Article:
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Compiler Is Screwing Up My Assembly Code!

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I wrote some of my program in assembly for the reason that people usually do--to get completely optimized code where I'd know exactly how long everything will take. So here's a line of C code that I rewrote into assembly:


   MOVLW 0x40             // portb = 0b01000000;
   MOVWF _portb


Now when I compile/assemble the program, I find that the compiler insists on setting the register bank to zero. Doing this adds two extra instructions! And the wasted lines are added again and again, just in case I sneaked a bank change in when the compiler wasn't looking. Like this, in the "View Disassembly Listing":


117:               MOVLW 0x40			// portb = 0b01000000;
  054    3040     MOVLW 0x40
118:               				MOVWF _portb
  055    1283     BCF 0x3, 0x5
  056    1303     BCF 0x3, 0x6
  057    0086     MOVWF 0x6


I'd have thought that if I'm willing to use assembly, it's my responsibility to set the bank. Or at least, there should be a command to lock out helpful behavior by the compiler. But I'm not encouraged by the manual, where it says "Bank switching and code page switching code should NOT be added to inline assembly code. The linker will add the appropriate Bank switching and code page switching code." If there were a way to stop it happening, wouldn't this be the place to tell the user?


This isn't a positive feature, in my humble opinion.

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This looks like a reasonable and expectable behaviour of the "C" compiler.

There is no way you can know what RAM bank will be selected when the program reaches your ASM instructions, so the bank switching must be added to prevent runtime errors.


If you really need serious optimization you need to make the whole program in ASM, not only a few inline indtructions.



Best regards


Edited by JorgeF
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That last suggestion shows some lack of knowledge about how code for microcontrollers is used. Here we are on a discussion forum about a compiler; I don't object to compilers! The advantages to using one are too obvious to be worth discussing.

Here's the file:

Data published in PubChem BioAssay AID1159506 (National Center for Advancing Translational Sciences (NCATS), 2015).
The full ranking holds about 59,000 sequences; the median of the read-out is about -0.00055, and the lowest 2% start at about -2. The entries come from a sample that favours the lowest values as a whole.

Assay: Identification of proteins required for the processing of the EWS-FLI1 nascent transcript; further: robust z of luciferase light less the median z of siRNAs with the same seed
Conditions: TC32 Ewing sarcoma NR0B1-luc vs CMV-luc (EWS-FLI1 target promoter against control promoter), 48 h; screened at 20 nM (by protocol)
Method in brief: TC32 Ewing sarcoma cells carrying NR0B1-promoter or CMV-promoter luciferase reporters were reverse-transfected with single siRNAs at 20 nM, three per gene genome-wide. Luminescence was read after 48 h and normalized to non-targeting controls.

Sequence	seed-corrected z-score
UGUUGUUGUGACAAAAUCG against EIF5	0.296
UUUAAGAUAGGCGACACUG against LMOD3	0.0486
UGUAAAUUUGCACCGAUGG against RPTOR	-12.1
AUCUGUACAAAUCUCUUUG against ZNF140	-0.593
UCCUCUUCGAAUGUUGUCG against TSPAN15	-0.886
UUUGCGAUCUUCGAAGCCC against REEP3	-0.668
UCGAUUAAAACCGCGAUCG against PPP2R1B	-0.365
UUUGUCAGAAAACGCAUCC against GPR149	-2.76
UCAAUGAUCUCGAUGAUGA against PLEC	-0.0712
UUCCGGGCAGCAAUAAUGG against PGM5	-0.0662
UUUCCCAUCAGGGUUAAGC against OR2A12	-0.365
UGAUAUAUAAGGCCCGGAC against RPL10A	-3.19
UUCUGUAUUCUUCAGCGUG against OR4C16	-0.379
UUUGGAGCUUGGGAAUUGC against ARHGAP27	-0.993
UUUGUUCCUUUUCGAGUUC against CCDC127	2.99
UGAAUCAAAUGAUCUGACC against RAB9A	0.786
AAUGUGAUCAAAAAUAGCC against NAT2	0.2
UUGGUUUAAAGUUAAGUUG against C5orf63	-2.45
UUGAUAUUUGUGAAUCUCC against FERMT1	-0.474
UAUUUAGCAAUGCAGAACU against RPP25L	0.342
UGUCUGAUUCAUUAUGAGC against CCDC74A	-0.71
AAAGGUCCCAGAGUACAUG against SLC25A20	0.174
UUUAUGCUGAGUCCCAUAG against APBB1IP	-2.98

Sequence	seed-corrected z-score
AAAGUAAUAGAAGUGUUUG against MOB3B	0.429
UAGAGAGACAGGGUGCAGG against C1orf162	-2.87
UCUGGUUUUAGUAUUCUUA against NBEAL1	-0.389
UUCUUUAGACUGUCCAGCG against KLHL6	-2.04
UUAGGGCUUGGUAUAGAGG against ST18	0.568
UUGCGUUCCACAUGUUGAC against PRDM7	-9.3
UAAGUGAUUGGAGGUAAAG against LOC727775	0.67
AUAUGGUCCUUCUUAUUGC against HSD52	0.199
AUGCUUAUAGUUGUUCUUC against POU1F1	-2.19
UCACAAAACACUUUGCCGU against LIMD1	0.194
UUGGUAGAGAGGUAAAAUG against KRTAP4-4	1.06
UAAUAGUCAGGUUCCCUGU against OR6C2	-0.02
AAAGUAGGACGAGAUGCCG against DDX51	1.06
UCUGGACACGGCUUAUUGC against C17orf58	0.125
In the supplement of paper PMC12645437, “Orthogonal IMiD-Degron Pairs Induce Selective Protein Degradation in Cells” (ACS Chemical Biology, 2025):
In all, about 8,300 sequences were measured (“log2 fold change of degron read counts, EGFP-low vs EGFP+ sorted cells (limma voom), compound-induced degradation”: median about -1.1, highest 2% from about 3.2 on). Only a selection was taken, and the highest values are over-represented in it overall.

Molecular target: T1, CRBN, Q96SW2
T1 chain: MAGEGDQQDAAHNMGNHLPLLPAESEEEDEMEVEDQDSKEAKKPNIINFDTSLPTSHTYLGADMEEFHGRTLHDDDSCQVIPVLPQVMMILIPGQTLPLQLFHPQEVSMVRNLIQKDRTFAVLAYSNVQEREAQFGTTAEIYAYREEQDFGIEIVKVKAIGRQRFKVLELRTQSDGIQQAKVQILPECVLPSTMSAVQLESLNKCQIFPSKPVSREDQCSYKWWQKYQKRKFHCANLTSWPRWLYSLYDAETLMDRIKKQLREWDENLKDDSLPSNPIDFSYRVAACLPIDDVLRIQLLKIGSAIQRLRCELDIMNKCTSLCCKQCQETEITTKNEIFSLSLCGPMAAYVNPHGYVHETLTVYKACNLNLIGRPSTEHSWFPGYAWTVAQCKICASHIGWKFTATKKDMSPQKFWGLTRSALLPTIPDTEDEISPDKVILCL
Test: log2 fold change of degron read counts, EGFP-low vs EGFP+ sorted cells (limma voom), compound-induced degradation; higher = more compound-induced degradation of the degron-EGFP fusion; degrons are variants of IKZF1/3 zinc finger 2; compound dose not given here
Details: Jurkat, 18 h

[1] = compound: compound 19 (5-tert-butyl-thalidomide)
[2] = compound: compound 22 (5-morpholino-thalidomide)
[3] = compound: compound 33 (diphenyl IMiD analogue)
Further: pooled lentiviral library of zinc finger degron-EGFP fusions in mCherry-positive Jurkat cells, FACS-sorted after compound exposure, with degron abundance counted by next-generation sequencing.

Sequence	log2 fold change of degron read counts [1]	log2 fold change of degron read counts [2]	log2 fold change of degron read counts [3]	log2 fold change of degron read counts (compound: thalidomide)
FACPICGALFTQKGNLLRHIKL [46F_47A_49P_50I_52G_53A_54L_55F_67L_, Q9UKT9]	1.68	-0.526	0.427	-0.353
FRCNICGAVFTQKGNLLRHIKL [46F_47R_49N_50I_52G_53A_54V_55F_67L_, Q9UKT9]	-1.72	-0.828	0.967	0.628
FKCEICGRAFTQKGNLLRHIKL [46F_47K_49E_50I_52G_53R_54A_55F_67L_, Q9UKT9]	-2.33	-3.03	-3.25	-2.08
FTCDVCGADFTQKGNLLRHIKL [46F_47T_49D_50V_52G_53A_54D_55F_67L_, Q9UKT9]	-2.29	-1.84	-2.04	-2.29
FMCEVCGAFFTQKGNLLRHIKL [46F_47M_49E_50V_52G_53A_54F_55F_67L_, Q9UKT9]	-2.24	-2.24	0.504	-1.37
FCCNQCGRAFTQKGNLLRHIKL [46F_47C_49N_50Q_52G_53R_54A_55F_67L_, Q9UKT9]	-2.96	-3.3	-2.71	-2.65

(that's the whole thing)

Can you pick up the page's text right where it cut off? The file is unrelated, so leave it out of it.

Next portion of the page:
On the other hand, there are times when part (just part!) of one's code needs to run at the highest speed, or needs to run at some speed that's predictable on the basis of how the program was written, on a finer scale than you could ever get simply using an interrupt. That's when the user would consider using a brief section of assembly, and then it's intolerable to have the compiler inserting "helpful" extra lines. For the time that I'm using assembly, I want full control of what's in the code.


As you see in my code snippet, I'm controlling an external port. I'm using it to bit-bang an external circuit, and I want control over the timing. Is that too much to ask?


Well, I've fired up my many-versions-obsolete CCS compiler and it still works fine. I had to lie to it about which processor I'm using and define a whole lot of registers, but fortunately, with the 16F PICs, the code is always the same.

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You can be sure I know what you mean by timing control and fine tunning ( http://www.microchip.com/forums/fb.ashx?m=680798 ).

But, after 10 years of ASM only programming for embeded systems and "C" programming for desktop apps, I also know what are the limitations inposed by a compiler.

By the way, the need for bank selection is not only for a "C" compiler, evne with ASM, if its relocatable code you also must use the bankel for each RAM access, this can be easily seen in Microchip sample code for example.

The kind of ultra fine control over timing you mention is only available in "absolute" ASM code.


OTOH, as the inserted "bank selection instructionsl" are predictable you can take it into account in your timing.



Best regards


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